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New strain of canine virus H3N2 confirmed in Florida

Posted at 5:53 PM, May 30, 2017
and last updated 2017-06-04 07:43:35-04

Pet owners have a new reason to be concerned. The first case of a strain of dog flu has been confirmed in Florida and veterinarians are seeing cases of it already.

This flu virus can be lethal. If your dog is around other dogs, goes to the dog park, day care, or groomers veterinarians say the best defense is a new vaccine. It can save your pet's life

Susan Eustace is smitten with her Yorkie-Shih Tzu mix, Kassie. “She's my favorite person in the world,” said Eustace.

So, when her dog started coughing a few days ago, “She just couldn't catch her breath,” explained Eustace. “Her nose was flaring. Didn't know what do with her. She sort of clinched her teeth together.”

Eustace rushed her to Clint Moore Animal Hospital in Boca Raton.

Veterinarian Dr. Brian Butzer recommended Kassie get a vaccine to protect her from a new strain of canine flu: H3N2. The Department of Agriculture sent an alert that the virus is spreading.

“I would classify it as if you don't treat your dog, the dog is going to die,” said Butzer.

Butzer says it doesn’t appear Kassie has the dog flu but he asked Eustace to monitor her for symptoms of it. “Within 24 hours the dogs are much worse, high fever, semi-collapse, not eating, nasal discharge,” explained Dr. Butzer.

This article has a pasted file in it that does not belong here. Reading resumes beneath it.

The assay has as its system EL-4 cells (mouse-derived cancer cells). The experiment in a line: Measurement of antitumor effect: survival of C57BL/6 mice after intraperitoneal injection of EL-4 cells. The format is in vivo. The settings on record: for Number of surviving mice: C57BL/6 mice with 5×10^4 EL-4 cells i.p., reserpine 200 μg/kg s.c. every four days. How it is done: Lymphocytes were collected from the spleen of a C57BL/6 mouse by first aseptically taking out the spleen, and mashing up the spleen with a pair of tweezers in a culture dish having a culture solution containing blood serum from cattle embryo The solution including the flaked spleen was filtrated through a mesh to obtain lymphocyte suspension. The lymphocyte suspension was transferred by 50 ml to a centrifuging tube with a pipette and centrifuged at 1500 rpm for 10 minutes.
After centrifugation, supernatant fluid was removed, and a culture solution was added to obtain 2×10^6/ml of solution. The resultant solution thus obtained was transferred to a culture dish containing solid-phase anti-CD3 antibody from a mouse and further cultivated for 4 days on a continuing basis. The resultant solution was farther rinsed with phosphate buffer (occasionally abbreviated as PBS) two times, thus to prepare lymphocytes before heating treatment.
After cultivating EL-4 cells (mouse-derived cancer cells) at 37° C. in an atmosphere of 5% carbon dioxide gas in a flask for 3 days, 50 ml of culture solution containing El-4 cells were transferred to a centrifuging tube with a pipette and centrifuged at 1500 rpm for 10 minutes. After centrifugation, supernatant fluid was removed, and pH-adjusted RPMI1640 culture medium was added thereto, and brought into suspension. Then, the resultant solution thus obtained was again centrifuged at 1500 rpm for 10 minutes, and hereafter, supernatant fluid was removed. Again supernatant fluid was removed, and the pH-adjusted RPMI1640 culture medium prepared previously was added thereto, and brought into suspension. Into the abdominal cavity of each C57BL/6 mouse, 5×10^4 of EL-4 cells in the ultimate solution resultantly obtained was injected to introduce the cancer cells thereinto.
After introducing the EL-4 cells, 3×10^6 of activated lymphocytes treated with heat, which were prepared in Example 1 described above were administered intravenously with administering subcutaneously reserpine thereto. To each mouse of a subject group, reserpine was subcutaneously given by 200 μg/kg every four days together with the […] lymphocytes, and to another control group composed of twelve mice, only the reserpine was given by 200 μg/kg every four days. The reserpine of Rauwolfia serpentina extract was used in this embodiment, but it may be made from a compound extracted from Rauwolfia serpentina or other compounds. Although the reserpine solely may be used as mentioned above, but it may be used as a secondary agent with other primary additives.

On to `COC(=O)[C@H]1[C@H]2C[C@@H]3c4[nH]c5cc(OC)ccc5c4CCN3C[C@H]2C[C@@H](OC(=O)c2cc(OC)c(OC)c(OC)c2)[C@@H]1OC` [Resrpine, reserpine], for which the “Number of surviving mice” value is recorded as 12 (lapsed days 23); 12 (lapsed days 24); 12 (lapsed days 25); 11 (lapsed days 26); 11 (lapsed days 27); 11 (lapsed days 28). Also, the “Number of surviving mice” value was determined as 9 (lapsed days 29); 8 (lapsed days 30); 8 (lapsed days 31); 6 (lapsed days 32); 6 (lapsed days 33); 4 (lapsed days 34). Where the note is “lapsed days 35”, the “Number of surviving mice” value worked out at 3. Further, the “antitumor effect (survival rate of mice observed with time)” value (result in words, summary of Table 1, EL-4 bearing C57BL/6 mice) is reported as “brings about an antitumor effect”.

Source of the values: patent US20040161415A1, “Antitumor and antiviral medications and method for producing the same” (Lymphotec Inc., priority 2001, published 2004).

He's seen few cases, so far this year. But when they crop up, “We've got to get that dog away from other dogs,” said Dr. Butzer. “It's highly contagious. It can spread through a facility in a matter of 24 to 48 hours. “I have been through an outbreak and I know it can happen again.”

The virus is treated with IV fluids, a high dose of antibiotics and vitamins.

There is no evidence the virus infects people.

The University of Florida College of Veterinary Medicine released this statement about H3N2
UF College of Veterinary Medicine officials have confirmed more than one dozen cases of canine
influenza A virus, a.k.a. “dog flu.”

The first twelve dogs tested have been confirmed with the strain of influenza A known as H3N2 CIV. Dogs testing positive for the H3N2 strain were either at the Perry, Georgia dog show May 19-21 or the Deland, Florida dog show the following weekend, or were exposed to dogs who were present at these shows.

This is the same strain responsible for the severe outbreak of canine influenza in Chicago in 2015.

Veterinarians in central and north Florida are treating many dogs that are suspected to have dog flu. All
dogs being treated are in stable condition. Common symptoms of dog flu include sneezing, nasal
discharge and frequent coughing.

If your dog exhibits any of these symptoms, please call your pet’s
veterinarian before taking your pet in for treatment.

There is no evidence that H3N2 canine influenza virus infects humans. Information for pet owners and for
veterinarians is available on the UF Veterinary Hospitals website at